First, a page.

Search results for: Keyword=G28 [4]

2018
Competition Policy and Sector-Specific Regulation in the Financial Sector
2018/07
Max Planck Institute for Research on Collective Goods
Bonn
2018
Abstract
Reforms of financial regulation after the crisis of 2007-2009 raise the question of what is the relation between financial regulators and competition authorities. Should competition authorities play a role in financial regulation? Should they co-operate with financial regulators? Or should they keep at a distance? The paper gives an overview over some of the issues that are involved in the discussion. Drawing on the experience of the network industries, the first part of the paper discusses the relation between competition authorities and sector-specific regulators more generally. Whereas competition policy involves the application of legal norms involving prohibitions that are formulated in abstract terms, sector-specific regulation involves authorities actually prescribing desired modes of behavior. The ongoing nature of relations makes regulators more prone to capture than competition authorities. In the financial sector, the potential for capture is particularly great because everyone is tempted by the idea that banks should fund their pet projects. Following an overview over the evolution of regulation and competition in the financial industry, the paper discusses various issues that are relevant for competition policy: Technological and regulatory barriers to entry, distortions of competition by explicit or implicit government guarantees, distortions of competition by bailouts making for artificial barriers to exit. Guarantees and bailouts in particular pose special challenges for merger control and for state aid control.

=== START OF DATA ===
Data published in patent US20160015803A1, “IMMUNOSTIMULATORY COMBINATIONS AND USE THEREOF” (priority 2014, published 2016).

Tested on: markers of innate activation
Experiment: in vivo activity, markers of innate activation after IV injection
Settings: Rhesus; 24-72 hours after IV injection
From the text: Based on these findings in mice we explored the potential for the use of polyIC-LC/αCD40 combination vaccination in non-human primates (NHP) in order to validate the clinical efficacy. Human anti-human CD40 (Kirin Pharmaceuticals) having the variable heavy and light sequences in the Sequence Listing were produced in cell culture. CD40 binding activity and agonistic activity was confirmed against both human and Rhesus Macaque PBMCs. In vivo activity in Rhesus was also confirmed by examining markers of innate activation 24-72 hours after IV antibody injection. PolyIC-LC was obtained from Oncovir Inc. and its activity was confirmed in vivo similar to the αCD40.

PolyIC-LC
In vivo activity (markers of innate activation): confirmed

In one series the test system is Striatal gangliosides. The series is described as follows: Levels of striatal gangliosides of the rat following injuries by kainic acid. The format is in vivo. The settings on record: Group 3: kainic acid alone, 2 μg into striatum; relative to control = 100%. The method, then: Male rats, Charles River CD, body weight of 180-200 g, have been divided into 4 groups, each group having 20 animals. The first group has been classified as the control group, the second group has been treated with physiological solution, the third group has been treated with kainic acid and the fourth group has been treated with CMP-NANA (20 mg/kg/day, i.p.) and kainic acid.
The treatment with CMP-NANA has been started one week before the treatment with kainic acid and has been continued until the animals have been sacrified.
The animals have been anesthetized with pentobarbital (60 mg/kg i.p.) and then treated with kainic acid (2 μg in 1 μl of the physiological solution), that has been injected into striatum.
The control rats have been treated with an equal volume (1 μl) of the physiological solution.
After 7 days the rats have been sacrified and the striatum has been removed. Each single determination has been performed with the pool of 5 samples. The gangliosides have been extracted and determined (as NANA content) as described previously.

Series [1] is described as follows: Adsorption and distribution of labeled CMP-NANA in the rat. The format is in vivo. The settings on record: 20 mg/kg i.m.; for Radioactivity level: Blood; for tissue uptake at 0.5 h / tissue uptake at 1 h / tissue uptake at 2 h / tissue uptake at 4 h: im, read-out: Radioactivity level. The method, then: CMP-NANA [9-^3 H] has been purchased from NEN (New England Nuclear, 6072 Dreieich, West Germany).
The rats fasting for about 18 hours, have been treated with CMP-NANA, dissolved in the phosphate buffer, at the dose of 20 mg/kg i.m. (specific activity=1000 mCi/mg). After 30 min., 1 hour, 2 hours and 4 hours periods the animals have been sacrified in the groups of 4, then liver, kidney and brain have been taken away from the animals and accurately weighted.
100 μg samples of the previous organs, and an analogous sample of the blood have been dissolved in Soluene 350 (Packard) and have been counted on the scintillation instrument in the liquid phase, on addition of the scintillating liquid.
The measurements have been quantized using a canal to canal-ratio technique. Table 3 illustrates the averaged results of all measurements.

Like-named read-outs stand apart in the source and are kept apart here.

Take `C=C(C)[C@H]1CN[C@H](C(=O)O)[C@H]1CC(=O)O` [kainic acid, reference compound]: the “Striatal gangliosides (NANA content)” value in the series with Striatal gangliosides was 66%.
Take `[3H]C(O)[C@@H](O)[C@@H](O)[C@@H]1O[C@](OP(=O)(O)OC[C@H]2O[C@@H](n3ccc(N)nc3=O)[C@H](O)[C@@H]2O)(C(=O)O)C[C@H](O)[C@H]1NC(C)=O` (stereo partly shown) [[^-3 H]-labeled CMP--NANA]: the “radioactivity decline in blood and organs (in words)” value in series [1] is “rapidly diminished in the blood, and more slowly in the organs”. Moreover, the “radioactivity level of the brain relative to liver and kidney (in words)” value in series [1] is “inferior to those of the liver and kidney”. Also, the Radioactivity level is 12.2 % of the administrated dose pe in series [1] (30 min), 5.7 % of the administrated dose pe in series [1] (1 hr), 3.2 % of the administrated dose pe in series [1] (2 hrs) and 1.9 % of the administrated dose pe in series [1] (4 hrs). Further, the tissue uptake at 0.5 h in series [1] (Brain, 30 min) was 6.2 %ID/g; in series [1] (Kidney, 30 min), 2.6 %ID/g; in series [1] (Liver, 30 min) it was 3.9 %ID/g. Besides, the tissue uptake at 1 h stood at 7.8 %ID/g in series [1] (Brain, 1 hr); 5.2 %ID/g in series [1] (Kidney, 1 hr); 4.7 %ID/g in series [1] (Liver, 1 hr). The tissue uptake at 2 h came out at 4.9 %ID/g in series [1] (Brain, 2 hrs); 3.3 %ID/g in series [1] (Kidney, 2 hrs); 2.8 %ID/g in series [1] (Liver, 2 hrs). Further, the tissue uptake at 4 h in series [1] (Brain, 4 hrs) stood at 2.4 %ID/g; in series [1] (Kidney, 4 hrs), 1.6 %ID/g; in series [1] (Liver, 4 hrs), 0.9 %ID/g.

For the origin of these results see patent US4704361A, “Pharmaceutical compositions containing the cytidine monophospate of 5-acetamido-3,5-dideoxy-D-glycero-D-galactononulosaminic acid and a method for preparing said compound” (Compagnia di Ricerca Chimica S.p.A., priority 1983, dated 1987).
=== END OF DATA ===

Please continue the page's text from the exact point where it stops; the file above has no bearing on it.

Valuation reports in the context of banking resolution: What are the challenges?
2018/06
Max Planck Institute for Research on Collective Goods
Bonn
2018
Abstract
The paper discusses the problem of valuation in bank resolution. In an overview over the most relevant principles of valuation theory, the paper notes the difficulties inherent in valuing risks and illiquidity in holding non-traded assets. Subsequently, the paper briefly reviews the resolution of Banco Popular Español, and then discusses the need for clarification of the no-investor-worse-off principle, the relation between the price in a sale of business and the presumed outcome in an insolvency procedure, and the difficulties attached to assessing the value of an illiquid asset that is held. The paper concludes with a discussion of the need for time, for valuation and in resolution, warns against a moratorium on withdrawals and payouts, and argues that time pressures would be much reduced if funding in resolution was provided for.
2007
Switzerland and Euroland: European Monetary Union, Monetary Stability and Financial Stability
2007/09
Max Planck Institute for Research on Collective Goods
Bonn
2007
Abstract
This contribution to the Festschrift for the Centenary of the Swiss National Bank discusses the prospects for monetary stability and financial stability after the creation of the European Monetary Union. Topics covered include the robustness of institutional arrangements and their implications for monetary stability, the implications for a small, nonparticipating country, and the problem of financial stability in a setting in which banking supervision is national and the lender of the last resort is supranational.
Switzerland and Euroland: European Monetary Union, Monetary Stability and Financial Stability
The Swiss National Bank 1907-2007
(Eds.),
741-780
Neue Zürcher Zeitung
Zürich
2007